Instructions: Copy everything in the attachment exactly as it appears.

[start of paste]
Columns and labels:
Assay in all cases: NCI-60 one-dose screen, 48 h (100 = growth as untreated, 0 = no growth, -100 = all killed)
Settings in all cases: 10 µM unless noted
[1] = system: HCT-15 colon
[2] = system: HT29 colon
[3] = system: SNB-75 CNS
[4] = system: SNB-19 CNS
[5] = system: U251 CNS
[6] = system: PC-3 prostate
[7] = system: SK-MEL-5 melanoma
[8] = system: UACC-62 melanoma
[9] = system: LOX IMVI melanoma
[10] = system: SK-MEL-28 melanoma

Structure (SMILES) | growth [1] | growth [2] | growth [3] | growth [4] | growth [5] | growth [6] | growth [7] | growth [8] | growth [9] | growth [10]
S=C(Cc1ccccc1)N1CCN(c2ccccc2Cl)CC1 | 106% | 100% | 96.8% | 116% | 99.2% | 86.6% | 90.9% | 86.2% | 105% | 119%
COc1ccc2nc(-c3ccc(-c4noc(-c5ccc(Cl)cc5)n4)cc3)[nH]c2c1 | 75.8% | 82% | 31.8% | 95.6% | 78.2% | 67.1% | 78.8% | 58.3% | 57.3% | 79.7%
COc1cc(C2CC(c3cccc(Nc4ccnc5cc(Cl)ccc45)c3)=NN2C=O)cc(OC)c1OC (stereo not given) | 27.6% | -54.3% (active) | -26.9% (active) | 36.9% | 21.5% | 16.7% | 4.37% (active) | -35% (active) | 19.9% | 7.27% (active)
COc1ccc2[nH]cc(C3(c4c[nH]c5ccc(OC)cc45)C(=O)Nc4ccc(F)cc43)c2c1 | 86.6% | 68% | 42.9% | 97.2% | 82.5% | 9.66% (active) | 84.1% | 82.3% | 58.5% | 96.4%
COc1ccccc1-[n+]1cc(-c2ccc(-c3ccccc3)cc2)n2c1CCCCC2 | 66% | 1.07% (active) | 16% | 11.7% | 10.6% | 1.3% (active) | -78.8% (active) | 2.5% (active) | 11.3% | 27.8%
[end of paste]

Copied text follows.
Columns and labels:
Assay in all cases: NCI-60 one-dose screen, 48 h (100 = growth as untreated, 0 = no growth, -100 = all killed)
Settings in all cases: 10 µM unless noted
[1] = system: HCT-15 colon
[2] = system: HT29 colon
[3] = system: SNB-75 CNS
[4] = system: SNB-19 CNS
[5] = system: U251 CNS
[6] = system: PC-3 prostate
[7] = system: SK-MEL-5 melanoma
[8] = system: UACC-62 melanoma
[9] = system: LOX IMVI melanoma
[10] = system: SK-MEL-28 melanoma

Structure (SMILES) | growth [1] | growth [2] | growth [3] | growth [4] | growth [5] | growth [6] | growth [7] | growth [8] | growth [9] | growth [10]
S=C(Cc1ccccc1)N1CCN(c2ccccc2Cl)CC1 | 106% | 100% | 96.8% | 116% | 99.2% | 86.6% | 90.9% | 86.2% | 105% | 119%
COc1ccc2nc(-c3ccc(-c4noc(-c5ccc(Cl)cc5)n4)cc3)[nH]c2c1 | 75.8% | 82% | 31.8% | 95.6% | 78.2% | 67.1% | 78.8% | 58.3% | 57.3% | 79.7%
COc1cc(C2CC(c3cccc(Nc4ccnc5cc(Cl)ccc45)c3)=NN2C=O)cc(OC)c1OC (stereo not given) | 27.6% | -54.3% (active) | -26.9% (active) | 36.9% | 21.5% | 16.7% | 4.37% (active) | -35% (active) | 19.9% | 7.27% (active)
COc1ccc2[nH]cc(C3(c4c[nH]c5ccc(OC)cc45)C(=O)Nc4ccc(F)cc43)c2c1 | 86.6% | 68% | 42.9% | 97.2% | 82.5% | 9.66% (active) | 84.1% | 82.3% | 58.5% | 96.4%
COc1ccccc1-[n+]1cc(-c2ccc(-c3ccccc3)cc2)n2c1CCCCC2 | 66% | 1.07% (active) | 16% | 11.7% | 10.6% | 1.3% (active) | -78.8% (active) | 2.5% (active) | 11.3% | 27.8%